In 1987, drug sales were growing at four percent a year, increasing from $152 million in 1983 to $209 million. This division accounted for nearly half of company sales in 1987. Despite the expiration of Miltown's lucrative patent protection, Carter-Wallace had established an effective strategy of licensing foreign drugs and bringing them into U.S. markets. Dwarfed in size by some of its competitors in this field, Carter-Wallace focused more on solid products with steady sales than on the discovery of cutting-edge drugs.
By the end of 1990, the company had shifted its strategy slightly and increased its research and development spending by 20 percent over the previous year; the company further claimed that it would increase spending in this area by another 20 percent in 1991. Carter-Wallace tested drugs for the treatment of such ailments as epilepsy, asthma, and angina. Consumer goods and drugs are fairly recession-proof industries. Carter-Wallace purchased Dramamine, a motion sickness product, from Procter & Gamble Company in 1991.
In 1996 Wallace Laboratories introduced ASTELIN, a prescription nasal spray indicated to treat seasonal allergic rhinitis. The antihistamine received FDA approval in November 1996 and hit the market the following March.
September 2001 brought the biggest change to the Carter-Wallace business in more than one-hundred years when the pharmaceutical and diagnostics businesses of Carter-Wallace, Inc. was sold to MedPointe Capital Partners, backed by private equity firms The Carlyle Group and The Cypress Group in a cash deal valued at approximately $408 million. In the deal, MedPointe acquired Wallace Laboratories, Carter-Wallace's pharmaceutical arm, and Wampole Laboratories, its diagnostics unit, as well as the rights to the Carter-Wallace name.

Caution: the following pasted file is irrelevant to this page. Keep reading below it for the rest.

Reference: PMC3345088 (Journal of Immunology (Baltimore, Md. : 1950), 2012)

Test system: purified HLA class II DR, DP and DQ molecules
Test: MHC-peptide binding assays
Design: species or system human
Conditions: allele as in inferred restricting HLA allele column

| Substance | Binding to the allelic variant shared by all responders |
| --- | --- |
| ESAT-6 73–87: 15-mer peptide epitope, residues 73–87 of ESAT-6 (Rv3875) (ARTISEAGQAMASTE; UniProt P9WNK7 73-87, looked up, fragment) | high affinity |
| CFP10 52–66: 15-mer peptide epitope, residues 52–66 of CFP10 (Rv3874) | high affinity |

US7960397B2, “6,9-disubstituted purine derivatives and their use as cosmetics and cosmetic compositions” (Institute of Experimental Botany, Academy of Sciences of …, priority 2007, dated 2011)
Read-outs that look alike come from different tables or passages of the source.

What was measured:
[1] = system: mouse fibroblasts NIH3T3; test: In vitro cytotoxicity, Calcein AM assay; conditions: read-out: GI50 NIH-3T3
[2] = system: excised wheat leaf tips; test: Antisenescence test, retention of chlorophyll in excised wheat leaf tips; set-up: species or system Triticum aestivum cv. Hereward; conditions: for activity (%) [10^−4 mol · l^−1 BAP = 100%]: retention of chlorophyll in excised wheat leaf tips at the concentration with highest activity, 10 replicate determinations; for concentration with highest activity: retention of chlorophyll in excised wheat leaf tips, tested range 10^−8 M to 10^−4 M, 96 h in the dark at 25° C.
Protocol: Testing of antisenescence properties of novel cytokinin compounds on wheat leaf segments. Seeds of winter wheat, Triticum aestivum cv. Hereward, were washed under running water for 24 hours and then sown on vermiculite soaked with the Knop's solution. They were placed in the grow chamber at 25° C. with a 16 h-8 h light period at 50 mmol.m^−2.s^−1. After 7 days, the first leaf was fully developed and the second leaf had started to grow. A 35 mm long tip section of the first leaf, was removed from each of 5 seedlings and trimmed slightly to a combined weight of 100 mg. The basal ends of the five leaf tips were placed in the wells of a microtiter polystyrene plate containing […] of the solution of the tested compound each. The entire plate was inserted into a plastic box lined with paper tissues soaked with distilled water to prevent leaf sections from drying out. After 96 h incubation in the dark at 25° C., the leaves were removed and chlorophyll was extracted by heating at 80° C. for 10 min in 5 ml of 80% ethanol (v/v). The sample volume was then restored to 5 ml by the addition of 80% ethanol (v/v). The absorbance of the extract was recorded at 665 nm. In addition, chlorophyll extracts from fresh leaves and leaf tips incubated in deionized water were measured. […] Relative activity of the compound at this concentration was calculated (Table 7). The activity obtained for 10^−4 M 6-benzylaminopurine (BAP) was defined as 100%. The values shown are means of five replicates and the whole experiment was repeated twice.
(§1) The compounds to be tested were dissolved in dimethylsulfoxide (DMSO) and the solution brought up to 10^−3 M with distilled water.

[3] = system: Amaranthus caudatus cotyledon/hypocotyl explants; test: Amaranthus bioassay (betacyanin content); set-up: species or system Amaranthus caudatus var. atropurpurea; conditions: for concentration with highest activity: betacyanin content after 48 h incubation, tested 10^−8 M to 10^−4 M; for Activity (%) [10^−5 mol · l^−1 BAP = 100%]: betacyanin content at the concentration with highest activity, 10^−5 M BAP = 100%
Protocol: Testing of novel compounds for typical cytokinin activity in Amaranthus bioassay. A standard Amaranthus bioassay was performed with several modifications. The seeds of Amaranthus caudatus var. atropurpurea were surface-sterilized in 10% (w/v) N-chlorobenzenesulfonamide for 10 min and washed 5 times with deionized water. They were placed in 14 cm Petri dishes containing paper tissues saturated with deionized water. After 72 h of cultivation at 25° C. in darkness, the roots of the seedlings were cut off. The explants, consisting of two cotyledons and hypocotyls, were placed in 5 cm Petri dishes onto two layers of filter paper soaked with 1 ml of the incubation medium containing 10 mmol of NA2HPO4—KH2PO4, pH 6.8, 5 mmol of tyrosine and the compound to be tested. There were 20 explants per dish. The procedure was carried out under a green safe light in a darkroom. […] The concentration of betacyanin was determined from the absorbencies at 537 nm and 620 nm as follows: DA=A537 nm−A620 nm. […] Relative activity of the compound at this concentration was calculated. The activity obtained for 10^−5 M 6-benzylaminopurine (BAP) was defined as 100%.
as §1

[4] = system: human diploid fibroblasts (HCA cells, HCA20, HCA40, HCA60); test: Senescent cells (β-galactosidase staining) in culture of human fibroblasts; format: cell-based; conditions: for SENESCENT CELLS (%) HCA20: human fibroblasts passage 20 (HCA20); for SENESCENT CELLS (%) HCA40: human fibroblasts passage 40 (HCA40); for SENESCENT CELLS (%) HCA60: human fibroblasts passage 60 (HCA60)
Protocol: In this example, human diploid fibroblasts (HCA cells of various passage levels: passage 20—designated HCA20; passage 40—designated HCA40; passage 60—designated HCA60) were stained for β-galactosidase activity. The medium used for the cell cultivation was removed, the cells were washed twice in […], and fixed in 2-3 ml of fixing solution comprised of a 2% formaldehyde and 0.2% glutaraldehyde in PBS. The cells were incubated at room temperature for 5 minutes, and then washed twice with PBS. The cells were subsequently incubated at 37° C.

In July 2007 Sweden based Meda signed an agreement to acquire all shares in MedPointe Inc. Meda had been collaborating with MedPointe on azelastine throughout the previous 5 years and worked closely on product supply. Meda is a leading international specialty pharma company with a broad product portfolio and its own sales organizations in almost 60 countries. Including those markets where sales are managed by distributors, Meda's products are sold in more than 120 different countries. Meda AB is the Group's parent company and its head office is in Solna, Sweden. Meda was listed in 1995 at the Stockholm stock market and since 2006 listed under Large Cap on the NASDAQ OMX Nordic Exchange in Stockholm, Sweden. Find out more about Meda AB by visiting www.meda.se
Wallace Pharmaceuticals Inc., a wholly owned subsidiary of Meda Pharmaceuticals, continues the proud heritage of consistency and excellence it has demonstrated over the past 100 years. Wallace Pharmaceuticals is part of a fully integrated global pharmaceutical company that has successfully manufactured pharmaceutical products for decades in their corporately owned manufacturing facilities and offers its stakeholders in the value chain the highest quality generic products.